Demystify the fundamentals of assembly language programming
Improve application efficiency and speed
Access machine-level hardware
Overcome limitations inherent in high-level programming languages
Improve overall programming skills and understanding
Gain personal satisfaction that comes with learning something complex
Specify your own 64-bit programming language called Adagé
Build a compiler and debugger for the Adagé language
Write 64-bit Windows applications using Adagé syntax
Incorporate assembly language instructions in Adagé source code
Design a simple IDE with a graphic user interface (GUI)
Develop component libraries to extend the capabilities of Adagé
There are five main reasons to learn how to program in assembly language, they are as follows: (1) code and space efficiency, (2) access to system hardware, (3) overcome limitations of current high-level languages, (4) improve your overall programming skills and understanding, and (5) personal satisfaction that comes with learning something complex.
The superiority of assembly language in generating compact code that runs fast is well documented. Assembly code is ideal for time-critical tasks that have to be completed within a certain time period. Likewise, some systems require compactness of application code such as portable computers, phones, and onboard systems found in aircraft and spacecraft. Again, assembly code excels in compactness.
Software applications often require direct control over the system hardware. Examples include operating systems, assemblers, compilers, linkers, device drivers, and network interfaces. Assembly language programming, sometimes referred to as low-level programming, performs lower level tasks when compared to instructions in high-level languages such as Ada, BASIC, C, and Pascal. Assembly provides direct control over system hardware.
Sometimes programmers find that their high-level programming language has serious limitations that prevent them from performing certain kinds of operations. Examples include text and bit manipulation, math calculations, access to the SSE and AVX registers, and multiple core utilization. Typically, only assembly language gives you access to these machine-level capabilities.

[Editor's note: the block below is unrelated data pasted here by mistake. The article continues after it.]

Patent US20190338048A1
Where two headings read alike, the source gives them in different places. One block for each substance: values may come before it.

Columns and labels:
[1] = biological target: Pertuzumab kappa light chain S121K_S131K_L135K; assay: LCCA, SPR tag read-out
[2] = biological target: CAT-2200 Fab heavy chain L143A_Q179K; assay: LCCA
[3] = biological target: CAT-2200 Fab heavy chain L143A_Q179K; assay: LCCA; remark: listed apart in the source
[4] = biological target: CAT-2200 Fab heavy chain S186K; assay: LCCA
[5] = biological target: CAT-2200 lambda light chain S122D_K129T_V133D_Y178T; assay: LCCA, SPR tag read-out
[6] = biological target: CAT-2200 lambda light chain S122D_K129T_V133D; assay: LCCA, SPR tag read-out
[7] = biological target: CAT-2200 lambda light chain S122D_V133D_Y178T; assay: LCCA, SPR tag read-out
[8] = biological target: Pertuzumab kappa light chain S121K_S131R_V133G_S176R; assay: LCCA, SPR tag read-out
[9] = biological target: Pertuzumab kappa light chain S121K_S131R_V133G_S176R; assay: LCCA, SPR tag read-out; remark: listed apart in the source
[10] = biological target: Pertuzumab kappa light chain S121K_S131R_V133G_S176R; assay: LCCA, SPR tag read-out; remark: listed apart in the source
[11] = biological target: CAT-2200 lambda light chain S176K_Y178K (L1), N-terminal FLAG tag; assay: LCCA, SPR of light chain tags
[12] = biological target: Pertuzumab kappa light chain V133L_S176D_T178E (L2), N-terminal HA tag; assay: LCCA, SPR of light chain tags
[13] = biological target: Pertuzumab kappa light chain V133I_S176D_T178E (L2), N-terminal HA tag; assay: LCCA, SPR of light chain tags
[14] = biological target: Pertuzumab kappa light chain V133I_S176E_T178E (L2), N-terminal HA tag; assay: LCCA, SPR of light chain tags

Assembly language is central to computer science. Learning assembly language has both practical and educational purposes. A strong foundation in assembly language programming can help improve your awareness of why high-level languages are structured the way they are and improve your understanding of the underlying computer system.
Although learning assembly language programming is more difficult than learning a high-level language such as BASIC or C, there is a certain aspect of personal satisfaction that comes with learning something new and complex. You also become aware of the power of assembly language. The insights assembly language programming give you makes the time spent learning assembly well worth your while.
The goal of this website is to teach general principles of assembly language programming. It is not necessary to have prior knowledge of computer hardware or programming to enjoy its benefits. In actuality, it is not always necessary for programmers to choose between coding in assembly language and coding in a high-level language because many high-level languages allow inline assembly language instructions to be inserted in the source code.